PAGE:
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How to Retire in Thailand Comfortably

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This post is an excerpt of a longer article.

 

How to get a retirement visa for Thailand

 

The first obstacle to entering any country is getting a visa. Fortunately, retiring to Thailand is so popular that there is a specific visa classification for that. The Non-Immigrant O (“Other”) visa covers a number of reasons for entering the Kingdom, as the name suggests, and one of them is retirement.

 

To qualify for a retirement visa, you need to meet two basic requirements:

 

  • You must be at least 50 years old
  • You must have proof that you can financially support yourself
  • You can either have a monthly income of 65,000 baht
  • Or you must have 800,000 baht in a Thai bank account

 

For the 800k option, you need to be able to prove that the money has been in your account for at least two months before applying for the visa. You must also still have at least 400,000 baht in your account for at least three months after you get the visa.

 

In other words, you need to actually have the money – you can’t just borrow it for a few days to meet the visa requirements. The visa will need to be renewed annually and you’ll still need to meet these requirements each time.

 

Sadly, once you’ve got the visa, your interactions with Thai government officials are only just beginning. You need to add in the requirement to report to an Immigration office every 90 days.

 

The so-called “90-day report” is a bit of a chore, during which you need to wait around a government office for however long it takes you to get to the front of the queue just to hand in a couple of forms to keep the Immigration Department updated on your current address.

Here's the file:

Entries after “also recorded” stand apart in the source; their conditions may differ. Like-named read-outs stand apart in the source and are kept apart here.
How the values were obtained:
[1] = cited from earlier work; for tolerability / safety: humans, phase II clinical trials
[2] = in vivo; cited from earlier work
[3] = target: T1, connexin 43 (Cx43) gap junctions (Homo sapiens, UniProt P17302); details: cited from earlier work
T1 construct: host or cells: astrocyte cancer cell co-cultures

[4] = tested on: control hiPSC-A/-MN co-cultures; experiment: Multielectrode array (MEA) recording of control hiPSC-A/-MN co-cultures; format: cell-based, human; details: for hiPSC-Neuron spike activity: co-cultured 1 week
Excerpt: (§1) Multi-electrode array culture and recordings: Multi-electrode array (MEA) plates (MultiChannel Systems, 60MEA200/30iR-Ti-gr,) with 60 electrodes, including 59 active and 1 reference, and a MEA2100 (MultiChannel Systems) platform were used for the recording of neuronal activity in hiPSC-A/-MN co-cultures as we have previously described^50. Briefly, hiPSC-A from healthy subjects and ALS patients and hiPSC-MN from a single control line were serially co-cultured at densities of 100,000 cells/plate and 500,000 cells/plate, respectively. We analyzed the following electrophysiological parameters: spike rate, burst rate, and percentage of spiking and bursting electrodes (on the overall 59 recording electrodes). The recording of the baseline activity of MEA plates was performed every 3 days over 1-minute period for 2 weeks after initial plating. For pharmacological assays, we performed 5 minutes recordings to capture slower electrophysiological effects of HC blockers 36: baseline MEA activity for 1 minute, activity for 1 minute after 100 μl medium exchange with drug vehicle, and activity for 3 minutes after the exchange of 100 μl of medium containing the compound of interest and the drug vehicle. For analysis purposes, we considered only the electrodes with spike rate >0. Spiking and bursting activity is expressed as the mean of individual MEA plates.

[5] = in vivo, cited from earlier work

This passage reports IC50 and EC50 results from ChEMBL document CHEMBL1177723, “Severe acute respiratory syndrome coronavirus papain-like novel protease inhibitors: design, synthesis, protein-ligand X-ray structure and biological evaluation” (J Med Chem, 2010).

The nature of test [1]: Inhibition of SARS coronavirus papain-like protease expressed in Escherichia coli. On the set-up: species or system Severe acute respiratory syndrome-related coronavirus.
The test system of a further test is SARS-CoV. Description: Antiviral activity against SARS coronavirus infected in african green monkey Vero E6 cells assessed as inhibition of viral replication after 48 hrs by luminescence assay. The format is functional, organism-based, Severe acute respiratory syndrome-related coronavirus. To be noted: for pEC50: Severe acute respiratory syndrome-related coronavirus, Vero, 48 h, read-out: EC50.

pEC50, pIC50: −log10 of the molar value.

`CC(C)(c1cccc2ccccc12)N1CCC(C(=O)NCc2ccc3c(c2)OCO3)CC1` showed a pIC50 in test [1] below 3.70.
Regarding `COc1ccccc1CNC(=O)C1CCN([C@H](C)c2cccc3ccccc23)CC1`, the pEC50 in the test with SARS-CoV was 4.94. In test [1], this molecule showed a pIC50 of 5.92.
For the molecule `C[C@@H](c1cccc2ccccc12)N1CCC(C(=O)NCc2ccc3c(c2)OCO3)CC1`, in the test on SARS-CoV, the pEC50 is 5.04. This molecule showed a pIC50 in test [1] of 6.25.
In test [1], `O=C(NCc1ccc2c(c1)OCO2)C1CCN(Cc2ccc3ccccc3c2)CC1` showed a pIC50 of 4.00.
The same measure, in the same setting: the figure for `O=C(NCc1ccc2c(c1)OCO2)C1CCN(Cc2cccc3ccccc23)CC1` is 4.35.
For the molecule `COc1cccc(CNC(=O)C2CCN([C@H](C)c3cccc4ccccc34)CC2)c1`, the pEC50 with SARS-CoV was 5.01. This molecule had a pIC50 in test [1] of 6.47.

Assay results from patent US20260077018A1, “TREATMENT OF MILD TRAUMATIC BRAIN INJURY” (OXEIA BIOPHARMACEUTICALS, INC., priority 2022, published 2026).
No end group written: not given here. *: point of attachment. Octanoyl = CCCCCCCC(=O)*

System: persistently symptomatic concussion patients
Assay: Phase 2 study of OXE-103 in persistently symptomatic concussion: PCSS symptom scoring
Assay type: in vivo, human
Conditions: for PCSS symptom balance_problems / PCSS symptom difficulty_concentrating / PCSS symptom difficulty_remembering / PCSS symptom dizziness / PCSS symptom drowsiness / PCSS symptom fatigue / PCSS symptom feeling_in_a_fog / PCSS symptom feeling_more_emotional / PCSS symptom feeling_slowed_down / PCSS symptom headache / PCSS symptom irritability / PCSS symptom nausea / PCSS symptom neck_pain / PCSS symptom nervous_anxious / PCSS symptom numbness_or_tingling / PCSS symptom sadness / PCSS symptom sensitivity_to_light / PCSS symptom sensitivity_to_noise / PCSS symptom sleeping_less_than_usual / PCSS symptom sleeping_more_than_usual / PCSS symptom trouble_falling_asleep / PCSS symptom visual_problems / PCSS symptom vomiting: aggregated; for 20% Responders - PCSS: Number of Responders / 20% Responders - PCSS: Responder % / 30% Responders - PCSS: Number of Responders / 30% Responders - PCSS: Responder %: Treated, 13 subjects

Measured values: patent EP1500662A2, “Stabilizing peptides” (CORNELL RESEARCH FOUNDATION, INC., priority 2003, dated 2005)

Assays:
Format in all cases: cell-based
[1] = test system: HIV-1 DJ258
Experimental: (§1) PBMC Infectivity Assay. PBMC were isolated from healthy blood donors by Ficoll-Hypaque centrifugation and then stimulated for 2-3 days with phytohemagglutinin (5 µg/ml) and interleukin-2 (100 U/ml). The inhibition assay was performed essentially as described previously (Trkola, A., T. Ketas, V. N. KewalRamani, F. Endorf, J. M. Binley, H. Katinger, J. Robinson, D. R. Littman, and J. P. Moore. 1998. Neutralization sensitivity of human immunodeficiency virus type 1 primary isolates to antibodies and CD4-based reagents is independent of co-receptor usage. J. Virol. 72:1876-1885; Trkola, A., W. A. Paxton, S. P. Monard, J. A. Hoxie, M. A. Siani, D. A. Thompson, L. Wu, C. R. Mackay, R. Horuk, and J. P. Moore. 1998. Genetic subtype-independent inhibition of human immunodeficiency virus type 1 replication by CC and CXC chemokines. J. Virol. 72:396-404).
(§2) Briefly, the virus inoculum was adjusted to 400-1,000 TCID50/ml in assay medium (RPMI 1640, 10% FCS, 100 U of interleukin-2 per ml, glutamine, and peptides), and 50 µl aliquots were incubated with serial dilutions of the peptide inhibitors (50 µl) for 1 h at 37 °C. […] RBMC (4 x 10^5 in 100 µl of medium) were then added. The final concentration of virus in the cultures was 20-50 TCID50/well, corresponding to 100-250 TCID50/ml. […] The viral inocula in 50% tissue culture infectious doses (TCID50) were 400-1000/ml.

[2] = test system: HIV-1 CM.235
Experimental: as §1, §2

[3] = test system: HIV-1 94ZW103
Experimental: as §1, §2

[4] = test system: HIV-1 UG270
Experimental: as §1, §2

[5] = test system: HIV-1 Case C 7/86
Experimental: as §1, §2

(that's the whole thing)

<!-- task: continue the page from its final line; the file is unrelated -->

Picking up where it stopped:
However, given that you can spend the intervening 89 days sipping beers on a beach in Thailand, four days of hassle per year is a small price to pay.

 

In terms of actual paperwork required, you will need to submit the following:

 

  • Visa application form, completely filled out
  • Passport or travel document with at least 18 months of validity remaining
  • Recent passport-sized photograph (3.5 x 4.5 cm), taken within the past 6 months
  • Evidence of adequate finances (as stated above)
  • Proof that you have retired

 

Applying for the Non-Immigrant O visa isn’t too difficult and you can find companies in Thailand who are very willing and able do the legwork for you.

 

Given that government business in Thailand is naturally handled in Thai, using one of these services is recommended as they can make communication a lot easier, smoothing any bumps in the process far quicker than you could doing it on your own.

 

They know how to retire in Thailand from having handled the process dozens of times before – potentially hundreds of times. As such, none of it will come as a surprise to them.

 

While the requirement of an income when you’re supposed to be retired does seem a little counter-intuitive, to say the least, this can take the form of a pension or passive income.

 

In fact, since you can’t work on a retirement visa, it can only come in those forms. You’ll therefore need to set up a means of regularly transferring money into the country.

 

Getting money into Thailand

 

dee2.png

Photo by Vitaly Taranov / Unsplash

 

Fortunately, while transferring money out of Thailand can be a challenge, getting it into the country is relatively easy.

 

There are various options available for transferring your pension into the country, starting with the obvious option of getting it paid into a bank in your home country and then getting it wired into Thailand.

 

The quickest and simplest approach is to use a remittance service as the fees are lower, the transfer is instant and the exchange rate is excellent. Using a bank transfer is also possible, but is slower and generally less cost-effective.

The downside with either of these options is that you will still be paying tax on your income in your country of origin, despite the fact that you’re not living there.

 

If you’re looking at how to retire in Thailand from the UK, it’s worth looking into QROPS (Qualifying Recognised Overseas Pension Scheme), which may enable you to relocate your pension to Thailand so that it pays out directly into your Thai bank account.

However, retirees from other countries may have to look into private pension schemes and particularly into the regulations regarding how they pay out.

 

The cost of living in Thailand

 

dee3.png

 

The good news is that 65,000 baht per month (or an 800,000 baht lump sum) goes a very long way in Thailand, particularly if you pick where to retire to with a degree of care. Bangkok, Phuket and Koh Samui are among the more expensive places to live while Pattaya, Chiang Mai and Hua Hin are among the cheapest. Each has its own distinct environment, as well as its own benefits and attractions.